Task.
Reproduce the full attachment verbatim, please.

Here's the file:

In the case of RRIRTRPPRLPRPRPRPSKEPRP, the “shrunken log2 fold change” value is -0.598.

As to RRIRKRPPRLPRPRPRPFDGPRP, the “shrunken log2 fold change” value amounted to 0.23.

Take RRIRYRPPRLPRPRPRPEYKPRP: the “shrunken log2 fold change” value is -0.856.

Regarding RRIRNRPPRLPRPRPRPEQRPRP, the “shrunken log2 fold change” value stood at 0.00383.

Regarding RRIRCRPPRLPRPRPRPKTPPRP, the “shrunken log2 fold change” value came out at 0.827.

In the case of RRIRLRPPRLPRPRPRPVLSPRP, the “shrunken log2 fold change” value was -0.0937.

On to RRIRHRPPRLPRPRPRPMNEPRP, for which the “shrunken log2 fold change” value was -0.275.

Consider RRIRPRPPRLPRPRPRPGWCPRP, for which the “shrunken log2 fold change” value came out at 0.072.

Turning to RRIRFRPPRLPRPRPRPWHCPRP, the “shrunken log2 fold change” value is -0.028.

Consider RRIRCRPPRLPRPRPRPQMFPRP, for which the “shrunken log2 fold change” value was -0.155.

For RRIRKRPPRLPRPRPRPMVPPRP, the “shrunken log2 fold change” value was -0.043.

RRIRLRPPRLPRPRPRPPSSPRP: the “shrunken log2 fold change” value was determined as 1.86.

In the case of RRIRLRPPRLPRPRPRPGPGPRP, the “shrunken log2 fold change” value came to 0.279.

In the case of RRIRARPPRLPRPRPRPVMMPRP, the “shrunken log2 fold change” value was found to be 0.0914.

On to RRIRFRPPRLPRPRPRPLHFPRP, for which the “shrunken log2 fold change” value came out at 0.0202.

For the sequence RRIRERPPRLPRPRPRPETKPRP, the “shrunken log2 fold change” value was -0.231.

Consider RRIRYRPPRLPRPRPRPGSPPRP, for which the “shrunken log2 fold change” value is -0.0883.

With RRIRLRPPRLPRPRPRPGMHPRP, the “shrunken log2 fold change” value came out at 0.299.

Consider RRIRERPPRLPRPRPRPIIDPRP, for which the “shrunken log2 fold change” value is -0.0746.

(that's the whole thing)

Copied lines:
In the case of RRIRTRPPRLPRPRPRPSKEPRP, the “shrunken log2 fold change” value is -0.598.

As to RRIRKRPPRLPRPRPRPFDGPRP, the “shrunken log2 fold change” value amounted to 0.23.

Take RRIRYRPPRLPRPRPRPEYKPRP: the “shrunken log2 fold change” value is -0.856.

Regarding RRIRNRPPRLPRPRPRPEQRPRP, the “shrunken log2 fold change” value stood at 0.00383.

Regarding RRIRCRPPRLPRPRPRPKTPPRP, the “shrunken log2 fold change” value came out at 0.827.

In the case of RRIRLRPPRLPRPRPRPVLSPRP, the “shrunken log2 fold change” value was -0.0937.

On to RRIRHRPPRLPRPRPRPMNEPRP, for which the “shrunken log2 fold change” value was -0.275.

Consider RRIRPRPPRLPRPRPRPGWCPRP, for which the “shrunken log2 fold change” value came out at 0.072.

Turning to RRIRFRPPRLPRPRPRPWHCPRP, the “shrunken log2 fold change” value is -0.028.

Consider RRIRCRPPRLPRPRPRPQMFPRP, for which the “shrunken log2 fold change” value was -0.155.

For RRIRKRPPRLPRPRPRPMVPPRP, the “shrunken log2 fold change” value was -0.043.

RRIRLRPPRLPRPRPRPPSSPRP: the “shrunken log2 fold change” value was determined as 1.86.

In the case of RRIRLRPPRLPRPRPRPGPGPRP, the “shrunken log2 fold change” value came to 0.279.

In the case of RRIRARPPRLPRPRPRPVMMPRP, the “shrunken log2 fold change” value was found to be 0.0914.

On to RRIRFRPPRLPRPRPRPLHFPRP, for which the “shrunken log2 fold change” value came out at 0.0202.

For the sequence RRIRERPPRLPRPRPRPETKPRP, the “shrunken log2 fold change” value was -0.231.

Consider RRIRYRPPRLPRPRPRPGSPPRP, for which the “shrunken log2 fold change” value is -0.0883.

With RRIRLRPPRLPRPRPRPGMHPRP, the “shrunken log2 fold change” value came out at 0.299.

Consider RRIRERPPRLPRPRPRPIIDPRP, for which the “shrunken log2 fold change” value is -0.0746.